6 Tips for Staying Healthy This Winter
Published on October 11, 2014 by arothstein
Colder weather means holidays, family gatherings and, unfortunately, more chances of getting sick.
While there’s no foolproof method for preventing a common cold or flu, your risks can be greatly minimized by taking a few precautionary steps.
Professionals in the medical field, such as doctors, nurses and medical assistants, see patients every day whose ailments could have been prevented with better health habits.
Here are six tips for staying healthy this winter.
1. Use hand sanitizer
You don’t have to be a germaphobe on the same level as Jack Nicholson’s character from As Good as It Gets to recognize the importance of hand sanitizer.
Hand washing is of course preferable and should be done often, but sometimes we’re not where sinks and hand soap are readily available. This is why carrying hand sanitizer is a smart alternative.
Just think of all the germs you come into contact with on shopping carts, at the gas station, in the breakroom at work or at any number of public places. Keep the germs at bay by using hand sanitizer.
2. Eat healthy
As delicious as iHop’s seasonal pumpkin pancakes are—drizzled with chocolate syrup and a heavy dose of whipped cream—they’re simply not going to boost your immune system like good old fashioned fruits and vegetables.
That doesn’t mean you can’t indulge once in a while, but try to make fruits, vegetables, lean protein, whole grains and other health foods part of your everyday diet. Take a daily multivitamin to help fill any nutritional gaps in your diet.
3. Regularly sanitize your home and office
Some viruses can live for up to 48 hours on hard surfaces. Those pesky germs are just patiently waiting for a warm body to call home!
Philip Tierno, author of The Secret Life of Germs, cleans everything that gets used by several people at least once a week, including microwaves, fax machines, keys, doorknobs and elevator buttons.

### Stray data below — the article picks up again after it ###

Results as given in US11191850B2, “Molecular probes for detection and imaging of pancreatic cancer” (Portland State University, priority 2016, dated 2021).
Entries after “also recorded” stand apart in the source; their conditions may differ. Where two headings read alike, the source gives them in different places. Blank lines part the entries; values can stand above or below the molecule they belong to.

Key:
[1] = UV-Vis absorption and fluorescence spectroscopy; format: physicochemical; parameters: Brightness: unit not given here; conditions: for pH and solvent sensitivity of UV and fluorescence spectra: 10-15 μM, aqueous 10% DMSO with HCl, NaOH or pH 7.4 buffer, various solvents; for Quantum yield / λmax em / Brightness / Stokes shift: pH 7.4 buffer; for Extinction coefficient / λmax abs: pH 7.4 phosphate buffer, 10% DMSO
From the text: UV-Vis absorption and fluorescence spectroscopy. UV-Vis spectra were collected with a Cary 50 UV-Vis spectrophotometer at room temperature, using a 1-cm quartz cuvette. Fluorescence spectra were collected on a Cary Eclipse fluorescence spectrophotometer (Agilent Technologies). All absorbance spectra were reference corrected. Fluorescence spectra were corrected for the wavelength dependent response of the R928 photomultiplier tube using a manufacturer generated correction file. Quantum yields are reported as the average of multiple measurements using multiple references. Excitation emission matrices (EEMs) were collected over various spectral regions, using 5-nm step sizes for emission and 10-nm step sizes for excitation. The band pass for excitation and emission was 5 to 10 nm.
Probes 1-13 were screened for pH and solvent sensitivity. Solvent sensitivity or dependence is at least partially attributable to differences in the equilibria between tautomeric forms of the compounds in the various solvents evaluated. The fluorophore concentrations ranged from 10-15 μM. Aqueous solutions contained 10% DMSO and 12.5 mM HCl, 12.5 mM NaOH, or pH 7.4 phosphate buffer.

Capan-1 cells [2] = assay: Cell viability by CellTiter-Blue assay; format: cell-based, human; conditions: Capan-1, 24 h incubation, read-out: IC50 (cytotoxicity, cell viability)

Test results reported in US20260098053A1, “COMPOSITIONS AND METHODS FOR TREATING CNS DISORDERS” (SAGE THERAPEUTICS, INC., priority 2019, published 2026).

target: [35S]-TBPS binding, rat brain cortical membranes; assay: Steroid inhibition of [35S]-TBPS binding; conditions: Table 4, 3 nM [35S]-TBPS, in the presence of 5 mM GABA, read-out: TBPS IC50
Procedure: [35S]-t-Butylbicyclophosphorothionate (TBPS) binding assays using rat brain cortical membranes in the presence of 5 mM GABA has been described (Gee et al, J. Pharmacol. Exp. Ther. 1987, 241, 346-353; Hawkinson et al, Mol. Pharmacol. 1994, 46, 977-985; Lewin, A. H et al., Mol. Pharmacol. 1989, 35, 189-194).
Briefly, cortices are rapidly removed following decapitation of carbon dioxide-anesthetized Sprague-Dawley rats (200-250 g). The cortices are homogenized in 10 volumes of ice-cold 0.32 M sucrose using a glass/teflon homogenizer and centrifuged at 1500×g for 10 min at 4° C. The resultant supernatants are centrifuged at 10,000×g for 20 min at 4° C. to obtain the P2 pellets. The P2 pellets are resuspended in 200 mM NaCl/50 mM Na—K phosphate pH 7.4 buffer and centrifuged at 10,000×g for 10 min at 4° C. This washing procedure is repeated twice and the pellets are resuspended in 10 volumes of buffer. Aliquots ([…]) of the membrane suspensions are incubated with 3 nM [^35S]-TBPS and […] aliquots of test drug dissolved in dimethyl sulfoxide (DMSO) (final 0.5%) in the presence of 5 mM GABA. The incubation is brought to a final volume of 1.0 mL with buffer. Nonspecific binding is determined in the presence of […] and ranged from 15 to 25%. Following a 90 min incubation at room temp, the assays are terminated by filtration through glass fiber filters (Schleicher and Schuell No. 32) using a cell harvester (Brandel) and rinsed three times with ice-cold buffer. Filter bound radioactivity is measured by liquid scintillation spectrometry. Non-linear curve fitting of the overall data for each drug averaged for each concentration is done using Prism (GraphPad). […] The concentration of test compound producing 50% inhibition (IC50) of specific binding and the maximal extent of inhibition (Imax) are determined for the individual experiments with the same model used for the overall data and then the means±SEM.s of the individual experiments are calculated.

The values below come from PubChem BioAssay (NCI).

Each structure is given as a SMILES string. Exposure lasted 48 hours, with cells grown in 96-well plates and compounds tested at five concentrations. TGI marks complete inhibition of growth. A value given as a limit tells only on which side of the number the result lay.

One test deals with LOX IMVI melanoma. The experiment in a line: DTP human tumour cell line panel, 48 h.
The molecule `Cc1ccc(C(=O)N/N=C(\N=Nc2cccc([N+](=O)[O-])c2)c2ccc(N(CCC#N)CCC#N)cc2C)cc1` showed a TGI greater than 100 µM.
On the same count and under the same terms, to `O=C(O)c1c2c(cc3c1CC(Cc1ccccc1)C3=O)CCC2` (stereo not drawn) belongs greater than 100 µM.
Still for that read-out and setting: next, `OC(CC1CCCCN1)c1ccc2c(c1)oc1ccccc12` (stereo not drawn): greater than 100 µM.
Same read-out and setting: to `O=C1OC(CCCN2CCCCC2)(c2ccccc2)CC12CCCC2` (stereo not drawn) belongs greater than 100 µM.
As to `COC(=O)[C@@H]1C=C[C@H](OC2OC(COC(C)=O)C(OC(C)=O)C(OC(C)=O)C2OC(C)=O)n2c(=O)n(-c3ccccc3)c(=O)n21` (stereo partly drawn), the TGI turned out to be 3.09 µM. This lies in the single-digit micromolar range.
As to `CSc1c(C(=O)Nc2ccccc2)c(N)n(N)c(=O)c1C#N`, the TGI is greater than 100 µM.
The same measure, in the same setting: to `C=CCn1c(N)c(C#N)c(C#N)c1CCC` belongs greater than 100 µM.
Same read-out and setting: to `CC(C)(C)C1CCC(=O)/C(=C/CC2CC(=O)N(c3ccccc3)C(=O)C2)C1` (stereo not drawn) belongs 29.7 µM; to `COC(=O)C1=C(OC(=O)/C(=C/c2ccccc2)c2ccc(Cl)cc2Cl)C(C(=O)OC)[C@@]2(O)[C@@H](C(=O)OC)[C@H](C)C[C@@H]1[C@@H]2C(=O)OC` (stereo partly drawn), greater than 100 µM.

Stock up on disinfecting wipes and make it a habit to wipe down your home and office areas frequently.
4. Keep your hands to yourself
Our hands are usually the first culprits of bacteria, which is why keeping them clean is essential during cold and flu season.
But we can also practice good preventative habits such as not touching public furniture or devices unless we have to. Think railings, desks, countertops, door handles, etc.
Try keeping your hands in your pockets and see how much you actually have to touch in public. You might be surprised!
5. Get enough sleep
Just like a good diet boosts our immune system, getting enough sleep does, too.
Stress and sleep deprivation release the hormone cortisol, which suppresses immune function. Sleeping at least eight hours a night helps our bodies stay in peak condition, warding off potential sickness.
Getting regular exercise is also known to boost immune system, but hitting it too hard at the gym could have the opposite effect.
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